|The first excerpt represents the past or something you must release, and is drawn from Walking by Henry David Thoreau:
no longer produce tar and turpentine.
The civilized nations--Greece, Rome, England--have been sustained
by the primitive forests which anciently rotted where they stand.
They survive as long as the soil is not exhausted. Alas for human
culture! little is to be expected of a nation, when the vegetable
mould is exhausted, and it is compelled to make manure of the
bones of its fathers. There the poet sustains himself merely by
his own superfluous fat, and the philosopher comes down on his
It is said to be the task of the American "to work the virgin
soil," and that "agriculture here already assumes proportions
|The second excerpt represents the present or the deciding factor of the moment, and is drawn from The Call of the Canyon by Zane Grey:
mind. Yet how could she have keener impressions than these she was
receiving? It was all a problem. She grew tired of thinking. But even then
her mind pondered on, a stream of consciousness over which she had no
control. This dreary woods was deserted. No birds, no squirrels, no
creatures such as fancy anticipated! In another direction, across the
canyon, she saw cattle, gaunt, ragged, lumbering, and stolid. And on the
moment the scent of sheep came on the breeze. Time seemed to stand still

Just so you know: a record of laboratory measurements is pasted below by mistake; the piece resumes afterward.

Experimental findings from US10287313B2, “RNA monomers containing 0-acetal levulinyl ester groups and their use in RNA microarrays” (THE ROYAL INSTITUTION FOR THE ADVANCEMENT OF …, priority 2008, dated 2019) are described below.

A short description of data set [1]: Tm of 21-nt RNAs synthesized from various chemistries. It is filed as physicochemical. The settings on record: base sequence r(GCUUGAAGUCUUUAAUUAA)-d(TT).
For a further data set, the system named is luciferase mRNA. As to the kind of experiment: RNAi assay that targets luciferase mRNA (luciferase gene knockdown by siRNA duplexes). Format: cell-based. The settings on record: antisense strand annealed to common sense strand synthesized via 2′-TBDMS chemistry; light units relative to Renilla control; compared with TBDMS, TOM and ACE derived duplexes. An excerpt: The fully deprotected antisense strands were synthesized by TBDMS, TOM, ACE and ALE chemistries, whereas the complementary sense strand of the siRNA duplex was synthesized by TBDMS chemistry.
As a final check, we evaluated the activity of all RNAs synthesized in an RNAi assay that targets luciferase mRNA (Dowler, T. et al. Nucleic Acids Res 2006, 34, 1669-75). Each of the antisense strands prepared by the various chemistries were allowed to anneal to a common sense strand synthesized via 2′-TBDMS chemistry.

here, and what Carley wanted most was for the hours and days to fly, so
that she would be home again.
At last Flo returned with the men. One quick glance at Glenn convinced
Carley that Flo had not yet told him about the sheep dipper, Haze Ruff.
The Call of the Canyon
|The third excerpt represents the future or something you must embrace, and is drawn from Tales of the Klondyke by Jack London:
and it was a pleasure to look upon his lusty freshness. A new
moon was thrusting a dim horn above the white line of close-packed
snow-capped pines which ringed the camp and segregated it from all
the world. Overhead, so clear it was and cold, the stars danced
with quick, pulsating movements. To the southeast an evanescent
greenish glow heralded the opening revels of the aurora borealis.
Two men, in the immediate foreground, lay upon the bearskin which
was their bed. Between the skin and naked snow was a six-inch
layer of pine boughs. The blankets were rolled back. For
shelter, there was a fly at their backs,--a sheet of canvas
stretched between two trees and angling at forty-five degrees.